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Is Common Sense Starting To Prevail?

Discussion in 'The Pub' started by immortality, Jan 11, 2017.

  1. immortality

    immortality Moderator Staff Member

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    http://www.nzherald.co.nz/world/news/article.cfm?c_id=2&objectid=11780138

    Muslim parents must send children to mixed swimming lessons in Switzerland, European court rules
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    The couple, who are of Turkish origin, had appealed after being fined for keeping their daughters out of mixed-gender. Photo / AP
    Muslims girls in Switzerland must not be exempt from mixed swimming lessons, the European Court of Human Rights (ECHR) has said, in a potentially groundbreaking ruling.

    The court in Strasbourg threw out an appeal that had been brought by a Muslim couple who said they should be allowed to let their daughters sit out swimming lessons with boys.

    It was not a violation of the pupils' human rights to make them take part in mixed swimming lessons, the court ruled, adding that schools has a "special role" in integrating young children, especially those from foreign backgrounds.

    "The children's interest in a full education, thus facilitating their successful social integration according to local customs and mores, prevailed over the parents' wish to have their children exempted from mixed swimming lessons," the ECHR said in its ruling.

    The couple, who are of Turkish origin, had appealed after being fined for keeping their daughters out of mixed-gender, mandatory public-school swimming lessons for reasons linked to their Muslim faith.

    They were both "fervent practitioners of the Muslim religion," the ECHR said.

    The ruling comes after Germany's highest court ruled in December that Muslim girls must take part in swimming lessons with boys.

    The country's constitutional court said that girls who objected to the mixed lessons on religious grounds could wear the so-called "burkini."

    The ECHR was set up to enforce the European Convention on Human Rights, and is not part of the European Union.

    - Daily Telegraph UK
     
  2. Towcar

    Towcar Active Member

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    here we go again...

    In my opinion these people "escape" from the issues in their homeland but turn up all over the world and try to make their adopted country like their home land. They quite quickly forget why the wanted out of their home land in the first place.

    Interestingly on that there has been recent comments from Asians visiting Auckland that they are upset that areas of Auckland are being turned into mini areas from China! The tourists want to visit NZ because it is NOT Asia and turn up to find large areas have been made to be like Asia.

    I really don't know why immigrants move to a country and expect that country to panda to their wants.
     
  3. immortality

    immortality Moderator Staff Member

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    There is a reason I very rarely go into the Auckland CBD......

    My point with linking the article is more about the courts deciding to effectively enforce integration rather then the standard pandering PC bullshit that has become the norm.

    One day soon (just maybe) they will decide that Europe (and the wider Western World) isn't really for them. We just need to get our politicians to get there heads out of each others PC bullshit arses.....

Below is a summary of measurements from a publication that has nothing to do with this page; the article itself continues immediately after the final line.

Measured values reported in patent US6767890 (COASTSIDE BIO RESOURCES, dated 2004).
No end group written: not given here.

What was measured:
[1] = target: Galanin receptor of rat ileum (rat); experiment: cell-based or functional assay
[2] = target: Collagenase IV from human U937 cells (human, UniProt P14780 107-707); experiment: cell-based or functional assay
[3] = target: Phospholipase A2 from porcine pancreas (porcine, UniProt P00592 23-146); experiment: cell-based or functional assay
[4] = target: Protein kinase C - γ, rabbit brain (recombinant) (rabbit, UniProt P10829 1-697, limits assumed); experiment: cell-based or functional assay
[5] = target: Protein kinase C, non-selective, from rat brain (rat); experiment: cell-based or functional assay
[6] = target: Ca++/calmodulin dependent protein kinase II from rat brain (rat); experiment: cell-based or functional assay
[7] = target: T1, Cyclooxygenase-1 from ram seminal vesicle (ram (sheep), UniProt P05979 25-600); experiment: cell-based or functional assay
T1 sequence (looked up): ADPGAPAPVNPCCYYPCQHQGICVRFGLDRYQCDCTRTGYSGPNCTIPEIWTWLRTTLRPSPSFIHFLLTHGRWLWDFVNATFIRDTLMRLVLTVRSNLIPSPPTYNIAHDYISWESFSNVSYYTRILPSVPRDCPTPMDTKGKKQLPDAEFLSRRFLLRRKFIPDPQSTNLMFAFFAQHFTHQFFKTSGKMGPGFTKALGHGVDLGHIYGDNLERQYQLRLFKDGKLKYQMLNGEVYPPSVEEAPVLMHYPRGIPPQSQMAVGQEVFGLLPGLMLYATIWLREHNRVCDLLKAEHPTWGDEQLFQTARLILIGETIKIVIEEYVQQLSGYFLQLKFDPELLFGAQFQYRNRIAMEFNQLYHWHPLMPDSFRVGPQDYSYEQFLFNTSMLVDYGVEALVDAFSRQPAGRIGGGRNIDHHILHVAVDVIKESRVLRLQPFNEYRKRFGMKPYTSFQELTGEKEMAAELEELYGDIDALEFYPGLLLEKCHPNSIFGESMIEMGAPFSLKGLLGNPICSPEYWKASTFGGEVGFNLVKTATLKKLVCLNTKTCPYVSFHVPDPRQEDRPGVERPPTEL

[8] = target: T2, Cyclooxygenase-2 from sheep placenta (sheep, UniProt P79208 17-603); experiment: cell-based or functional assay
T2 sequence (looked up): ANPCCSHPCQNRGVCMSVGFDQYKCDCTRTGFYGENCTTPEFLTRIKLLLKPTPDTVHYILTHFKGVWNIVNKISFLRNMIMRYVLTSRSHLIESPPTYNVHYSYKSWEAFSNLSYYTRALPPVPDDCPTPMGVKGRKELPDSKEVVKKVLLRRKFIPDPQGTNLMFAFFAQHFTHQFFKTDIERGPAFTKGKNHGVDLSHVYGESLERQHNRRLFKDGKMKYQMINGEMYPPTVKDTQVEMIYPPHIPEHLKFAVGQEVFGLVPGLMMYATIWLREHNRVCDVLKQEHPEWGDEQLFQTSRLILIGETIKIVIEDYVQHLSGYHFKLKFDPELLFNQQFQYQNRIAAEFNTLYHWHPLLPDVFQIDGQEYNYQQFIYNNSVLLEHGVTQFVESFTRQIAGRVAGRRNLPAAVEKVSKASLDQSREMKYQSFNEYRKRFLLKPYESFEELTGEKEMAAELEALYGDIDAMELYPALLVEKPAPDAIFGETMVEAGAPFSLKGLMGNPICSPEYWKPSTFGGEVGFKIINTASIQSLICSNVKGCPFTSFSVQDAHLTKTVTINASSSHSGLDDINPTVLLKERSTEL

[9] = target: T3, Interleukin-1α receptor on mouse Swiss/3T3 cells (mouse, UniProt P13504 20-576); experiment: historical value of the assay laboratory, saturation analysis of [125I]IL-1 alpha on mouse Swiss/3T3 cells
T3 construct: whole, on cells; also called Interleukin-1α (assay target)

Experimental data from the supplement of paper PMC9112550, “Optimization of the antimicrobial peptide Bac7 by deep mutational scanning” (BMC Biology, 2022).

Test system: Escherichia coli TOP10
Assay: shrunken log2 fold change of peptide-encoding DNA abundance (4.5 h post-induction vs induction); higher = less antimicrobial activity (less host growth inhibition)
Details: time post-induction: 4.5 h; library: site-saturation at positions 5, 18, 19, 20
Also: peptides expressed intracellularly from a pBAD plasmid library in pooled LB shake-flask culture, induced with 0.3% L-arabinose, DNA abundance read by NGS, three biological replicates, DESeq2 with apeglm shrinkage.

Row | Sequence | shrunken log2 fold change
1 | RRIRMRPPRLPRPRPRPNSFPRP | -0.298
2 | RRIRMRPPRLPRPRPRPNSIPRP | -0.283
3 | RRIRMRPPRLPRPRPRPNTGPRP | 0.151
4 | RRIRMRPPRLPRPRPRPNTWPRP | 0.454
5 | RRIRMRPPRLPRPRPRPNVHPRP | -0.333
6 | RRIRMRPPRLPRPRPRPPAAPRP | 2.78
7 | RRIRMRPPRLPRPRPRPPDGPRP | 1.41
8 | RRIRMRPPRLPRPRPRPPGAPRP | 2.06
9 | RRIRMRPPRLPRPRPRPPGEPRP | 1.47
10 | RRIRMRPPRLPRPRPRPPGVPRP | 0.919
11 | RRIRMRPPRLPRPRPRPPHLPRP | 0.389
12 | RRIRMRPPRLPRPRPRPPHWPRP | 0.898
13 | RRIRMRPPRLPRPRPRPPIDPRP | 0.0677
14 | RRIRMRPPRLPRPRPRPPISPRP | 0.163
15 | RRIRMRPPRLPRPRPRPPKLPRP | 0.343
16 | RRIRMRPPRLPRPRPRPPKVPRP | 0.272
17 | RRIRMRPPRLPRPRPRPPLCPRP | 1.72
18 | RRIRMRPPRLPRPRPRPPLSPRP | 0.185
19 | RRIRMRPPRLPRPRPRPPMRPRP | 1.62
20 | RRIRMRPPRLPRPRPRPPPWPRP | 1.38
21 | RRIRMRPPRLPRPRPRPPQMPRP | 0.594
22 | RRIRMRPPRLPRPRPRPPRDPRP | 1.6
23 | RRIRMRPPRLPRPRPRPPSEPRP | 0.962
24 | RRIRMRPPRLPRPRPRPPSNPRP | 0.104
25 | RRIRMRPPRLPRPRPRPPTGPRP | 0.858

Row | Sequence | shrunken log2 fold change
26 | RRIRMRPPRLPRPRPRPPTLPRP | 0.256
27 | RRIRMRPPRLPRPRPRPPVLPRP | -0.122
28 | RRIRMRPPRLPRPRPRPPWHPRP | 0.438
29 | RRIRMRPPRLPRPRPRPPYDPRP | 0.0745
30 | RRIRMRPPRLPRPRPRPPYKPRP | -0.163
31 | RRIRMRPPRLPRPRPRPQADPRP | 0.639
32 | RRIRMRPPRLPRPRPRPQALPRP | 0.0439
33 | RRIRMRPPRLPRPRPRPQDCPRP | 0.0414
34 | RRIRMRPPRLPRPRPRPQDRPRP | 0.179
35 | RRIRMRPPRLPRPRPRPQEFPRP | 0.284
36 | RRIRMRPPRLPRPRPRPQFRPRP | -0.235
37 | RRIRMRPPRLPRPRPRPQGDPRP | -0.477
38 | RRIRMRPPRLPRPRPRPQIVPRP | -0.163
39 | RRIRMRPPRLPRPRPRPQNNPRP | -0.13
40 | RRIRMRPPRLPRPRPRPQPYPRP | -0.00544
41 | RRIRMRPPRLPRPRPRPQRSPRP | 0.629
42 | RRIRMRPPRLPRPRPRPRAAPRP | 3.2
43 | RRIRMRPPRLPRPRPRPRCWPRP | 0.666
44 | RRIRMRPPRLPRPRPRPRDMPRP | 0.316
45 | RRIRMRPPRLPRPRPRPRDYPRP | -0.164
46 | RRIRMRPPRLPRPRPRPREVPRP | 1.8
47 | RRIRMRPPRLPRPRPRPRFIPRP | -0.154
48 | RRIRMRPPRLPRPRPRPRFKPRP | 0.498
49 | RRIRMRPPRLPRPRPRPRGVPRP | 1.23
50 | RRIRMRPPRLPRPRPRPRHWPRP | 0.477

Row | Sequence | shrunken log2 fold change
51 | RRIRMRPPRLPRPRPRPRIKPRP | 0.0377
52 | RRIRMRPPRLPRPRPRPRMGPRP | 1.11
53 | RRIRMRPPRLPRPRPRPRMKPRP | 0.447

The current issue is that our former PM and the minister for Oravida were trying to sell us out to the Chinese, we need to put a stop to it before it is to late. The only down side of the TPPa falling over with Trump in the White House is that we will probably end up going more with Asia with free trade (or rather selling ourselves out cheaply).

    The next big issue will be the sub-standard building materials coming from Asia. It's been going on for years and with this so-called building boom it's only going to get worse. To add to it, they continue to bring in cheap workers because the National government did nothing to train skilled workers since 2011 and the rebuild of Chch which will maintain the high demand on housing and infrastructure as well as keeping wages down. It's a vicious circle really.
     
  4. immortality

    immortality Moderator Staff Member

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    And another interesting one, now a moderate Islamic country bans the Burqa.....

    http://www.nzherald.co.nz/world/news/article.cfm?c_id=2&objectid=11780483

    Morocco bans production and sale of burqas
    By AFP, News Corp Australia Network, Staff writer


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    Morocco has reportedly banned the selling of the burqa full-face Muslim veils. Photo / 123RF
    Morocco has banned the production and sale of burqa full-face Muslim veils, apparently for security reasons, media reports said on Tuesday.

    While there was no official announcement by authorities in the North African nation, the reports said the interior ministry order would take effect this week.

    "We have taken the step of completely banning the import, manufacture and marketing of this garment in all the cities and towns of the kingdom," the Le360 news site quoted a high-ranking interior ministry official as saying.

    It said the measure appeared to be motivated by security concerns, "since bandits have repeatedly used this garment to perpetrate their crimes."

    Shopkeepers have been told they must get rid of their stock of Islamic veils within 48 hours or they will be confiscated, Morocco World News reports.

    Most women in Morocco, whose King Mohammed VI favours a moderate version of Islam, prefer the hijab headscarf that does not cover the face.

    The niqab, which leaves the area around the eyes uncovered, is also worn in Salafist circles and in more conservative regions in the north, from where thousands of jihadists have gone to fight in Syria and Iraq.

    In some commercial districts of Casablanca, the country's economic capital, interior ministry officials on Monday conducted "awareness-raising campaigns with traders to inform them of this new decision," the Media 24 website said.

    In Taroudant in southern Morocco, authorities ordered traders to stop making and selling burqas and to liquidate their stock within 48 hours, the reports said.

    Retailers in the northern town of Ouislane were said to have received similar instructions.


    It was unclear if Morocco plans to follow in the footsteps of some European countries such as France and Belgium where it is illegal to wear full veils in public.

    The reports were met with a muted response in the absence of official confirmation, though Salafists expressed concern that the measure could be expanded to include the niqab.

    "Is Morocco moving towards banning the niqab that Muslim women have worn for five centuries?" Salafism sheik Hassan Kettani wrote on Facebook.

    "If true it would be a disaster," he added.

    Hammad Kabbaj, a preacher who was barred from standing in parliamentary elections in October over his alleged ties to "extremism", denounced the ban as "unacceptable".